Good luck is when opportunity meets preparation, while bad luck is when lack of preparation meets reality. – Eliyahu Goldratt
If you go to work every day and focus on what needs to be done then pretty soon you’ll start to lose track of what’s going on outside – what’s happening in the real world out there.
Guy Kawasaki’s book Reality check: The irreverent guide to outsmarting, outmanaging and outmarketing your competition is a collection of lists, Q&As and short pieces covering topics from starting up and raising money to making work less unpleasant.
At the end he has a reality checklist with ten points, out of which I’ve selected six (maybe seven) that are worth asking yourself regularly.
1. Do you make meaning with what you do?
I suppose this is a little like asking what value you provide?
It can be a slightly off-putting question – we probably all agree that teachers, police officers, first-responders and firefighters add value to society.
Every profession, in its own way will argue that it adds value.
Loan sharks, for example, make the argument that they provide credit where no one else will.
But it would be nice if it were possible to do more than that.
If you’re unsure about whether you make meaning right now, just think about it a bit more.
Maybe you just need to discover it for yourself.
2. What curve are you on?
A lot of people start things by looking at the competition – what else is out there?
That’s the red ocean strategy – the one you don’t want to follow.
It’s where there’s lots of competition and the sea is red with creatures fighting each other.
Where you want to be is the blue ocean where there is space and no competition.
Okay, not always.
If you sell a commodity product, you want to be where everyone else is so that people can compare and choose quickly.
This is the world of Amazon and Ebay.
If you do something a little more involved, then you should think hard about where you are on the innovation curve, and whether you can make the leap to an entirely new curve.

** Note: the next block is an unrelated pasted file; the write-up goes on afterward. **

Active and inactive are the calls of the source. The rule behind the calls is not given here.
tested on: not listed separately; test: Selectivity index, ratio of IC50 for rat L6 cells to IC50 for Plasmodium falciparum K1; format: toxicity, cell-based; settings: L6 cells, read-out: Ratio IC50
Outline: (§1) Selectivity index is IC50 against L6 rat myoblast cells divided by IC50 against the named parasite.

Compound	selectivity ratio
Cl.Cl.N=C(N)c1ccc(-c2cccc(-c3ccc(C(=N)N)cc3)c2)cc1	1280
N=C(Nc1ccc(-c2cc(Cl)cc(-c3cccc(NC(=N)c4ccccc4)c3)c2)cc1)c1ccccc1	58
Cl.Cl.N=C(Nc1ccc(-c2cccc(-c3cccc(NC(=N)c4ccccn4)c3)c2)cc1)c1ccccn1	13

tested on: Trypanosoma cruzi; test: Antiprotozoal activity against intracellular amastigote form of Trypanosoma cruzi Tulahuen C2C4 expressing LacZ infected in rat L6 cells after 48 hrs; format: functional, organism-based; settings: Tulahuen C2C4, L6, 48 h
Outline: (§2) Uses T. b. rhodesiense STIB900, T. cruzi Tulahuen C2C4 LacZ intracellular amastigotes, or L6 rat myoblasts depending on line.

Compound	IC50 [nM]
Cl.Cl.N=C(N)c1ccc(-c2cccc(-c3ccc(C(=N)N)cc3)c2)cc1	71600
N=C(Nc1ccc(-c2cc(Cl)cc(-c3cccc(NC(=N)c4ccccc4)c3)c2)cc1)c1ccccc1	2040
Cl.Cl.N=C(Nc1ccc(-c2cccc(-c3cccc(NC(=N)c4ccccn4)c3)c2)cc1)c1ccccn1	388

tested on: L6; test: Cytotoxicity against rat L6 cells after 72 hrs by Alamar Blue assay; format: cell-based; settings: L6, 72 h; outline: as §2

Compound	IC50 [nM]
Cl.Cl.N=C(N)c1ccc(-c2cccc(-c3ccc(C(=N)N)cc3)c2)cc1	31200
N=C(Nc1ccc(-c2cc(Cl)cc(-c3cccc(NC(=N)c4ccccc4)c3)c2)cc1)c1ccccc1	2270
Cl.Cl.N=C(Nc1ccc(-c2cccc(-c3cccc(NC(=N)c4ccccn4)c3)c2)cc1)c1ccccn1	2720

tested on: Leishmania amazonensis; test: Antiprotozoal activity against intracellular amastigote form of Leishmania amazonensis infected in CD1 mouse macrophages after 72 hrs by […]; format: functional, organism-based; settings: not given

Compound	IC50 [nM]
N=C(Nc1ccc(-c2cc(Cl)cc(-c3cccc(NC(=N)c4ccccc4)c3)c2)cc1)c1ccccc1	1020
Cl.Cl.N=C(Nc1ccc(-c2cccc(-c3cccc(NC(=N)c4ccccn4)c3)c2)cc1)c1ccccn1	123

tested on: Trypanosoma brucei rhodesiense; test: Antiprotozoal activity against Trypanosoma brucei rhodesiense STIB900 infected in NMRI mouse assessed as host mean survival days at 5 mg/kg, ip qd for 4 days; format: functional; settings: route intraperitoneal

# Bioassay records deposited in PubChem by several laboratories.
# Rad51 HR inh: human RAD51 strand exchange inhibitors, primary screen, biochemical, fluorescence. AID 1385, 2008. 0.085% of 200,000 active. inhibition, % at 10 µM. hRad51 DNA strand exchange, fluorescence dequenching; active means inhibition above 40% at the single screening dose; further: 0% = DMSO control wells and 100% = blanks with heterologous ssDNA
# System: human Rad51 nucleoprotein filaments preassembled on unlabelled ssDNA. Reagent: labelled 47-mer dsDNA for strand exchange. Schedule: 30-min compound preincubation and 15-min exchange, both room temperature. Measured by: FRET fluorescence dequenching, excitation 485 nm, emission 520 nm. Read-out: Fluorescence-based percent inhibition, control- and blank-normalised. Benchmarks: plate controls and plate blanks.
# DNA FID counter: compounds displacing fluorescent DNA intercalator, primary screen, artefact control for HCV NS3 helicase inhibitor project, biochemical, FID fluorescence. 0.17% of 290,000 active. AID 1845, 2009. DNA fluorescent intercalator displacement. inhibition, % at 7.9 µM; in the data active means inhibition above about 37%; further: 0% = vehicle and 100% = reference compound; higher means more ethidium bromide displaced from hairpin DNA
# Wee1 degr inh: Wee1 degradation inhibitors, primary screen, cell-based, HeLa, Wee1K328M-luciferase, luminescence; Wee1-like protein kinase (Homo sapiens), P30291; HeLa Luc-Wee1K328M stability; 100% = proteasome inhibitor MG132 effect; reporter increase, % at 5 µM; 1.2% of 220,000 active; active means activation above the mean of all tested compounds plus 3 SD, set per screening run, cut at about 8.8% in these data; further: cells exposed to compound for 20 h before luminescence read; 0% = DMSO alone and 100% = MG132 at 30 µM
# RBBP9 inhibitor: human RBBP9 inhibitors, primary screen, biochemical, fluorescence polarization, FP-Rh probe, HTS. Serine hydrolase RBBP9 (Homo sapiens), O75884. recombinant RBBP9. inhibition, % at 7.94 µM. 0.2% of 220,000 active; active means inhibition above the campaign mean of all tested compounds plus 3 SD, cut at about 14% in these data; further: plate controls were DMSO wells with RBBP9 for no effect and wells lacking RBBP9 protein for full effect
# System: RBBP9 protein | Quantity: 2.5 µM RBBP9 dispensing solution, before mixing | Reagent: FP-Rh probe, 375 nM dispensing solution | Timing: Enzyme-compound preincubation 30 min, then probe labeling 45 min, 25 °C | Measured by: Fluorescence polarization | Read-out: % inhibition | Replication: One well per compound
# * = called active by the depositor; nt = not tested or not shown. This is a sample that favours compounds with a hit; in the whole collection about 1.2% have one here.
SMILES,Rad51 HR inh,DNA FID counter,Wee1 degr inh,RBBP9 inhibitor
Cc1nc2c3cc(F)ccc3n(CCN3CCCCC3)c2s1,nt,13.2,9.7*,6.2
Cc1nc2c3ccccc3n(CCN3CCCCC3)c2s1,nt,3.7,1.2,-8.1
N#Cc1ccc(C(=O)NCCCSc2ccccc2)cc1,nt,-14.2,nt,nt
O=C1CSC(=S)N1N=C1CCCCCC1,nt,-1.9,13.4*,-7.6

3. What’s your mantra?
Kawasaki asks if you have a three-word statement that sums up what you do.
I suppose it doesn’t have to make perfect sense – that’s the point of having time to elaborate on things.
Right now, if I were to have a mantra it would probably be Soft Systems Methodology – a useful approach to understanding and dealing with problematic situations.
4. Can you pitch or demo clearly and quickly?
The saying used to be publish or perish in the academic world.
It’s similar with marketing – you have to create content to explain what you do – with articles and white papers and presentations.
You still need to be able to pitch an idea – explain what you do in a way that people understand.
But even better is showing what you do – it’s now a demo or die world.
You’ll get a lot more enthusiasm if you show people stuff than if you tell them about the cool stuff you can do.
If you haven’t got a demo as part of your marketing package – build one.
5. Can you go to market with no budget?
In The Knack: How street smart entrepreneurs learn to handle whatever comes up Norm Brodsky writes about the business lessons he learned from his father.
Sell with a big markup, he explained. Make sure you can collect from your customer. Be fair – don’t take advantage.
And then the important one – “There’s a million dollars under your shoe; you just have to find it.”
Too many people wait until everything is right before looking for customers.
Start now – because it will take you time and you will be glad you did later.
6. Don’t ask people to do stuff you wouldn’t do
This is the basic rule of management – ask people to do only useful work.
Too many owners and managers ask people to do work that doesn’t create value for a customer.
Keeping timesheets, sending in status updates, form filling, follow processes – we need to ask which of these help with the central task of filling customer demand.
If the customer doesn’t need it doing then don’t do it.
If you own the business and wouldn’t do it yourself if you had a few minutes spare – then is it really worth doing at all?
Look around every once in a while
The point of this list, according to Kawasaki, is to act as a reality check – important points that will get you on the right path.
Because, as he quotes from Indiana Jones, “If you want to be a good archaeologist, you’ve gotta get out of the library!”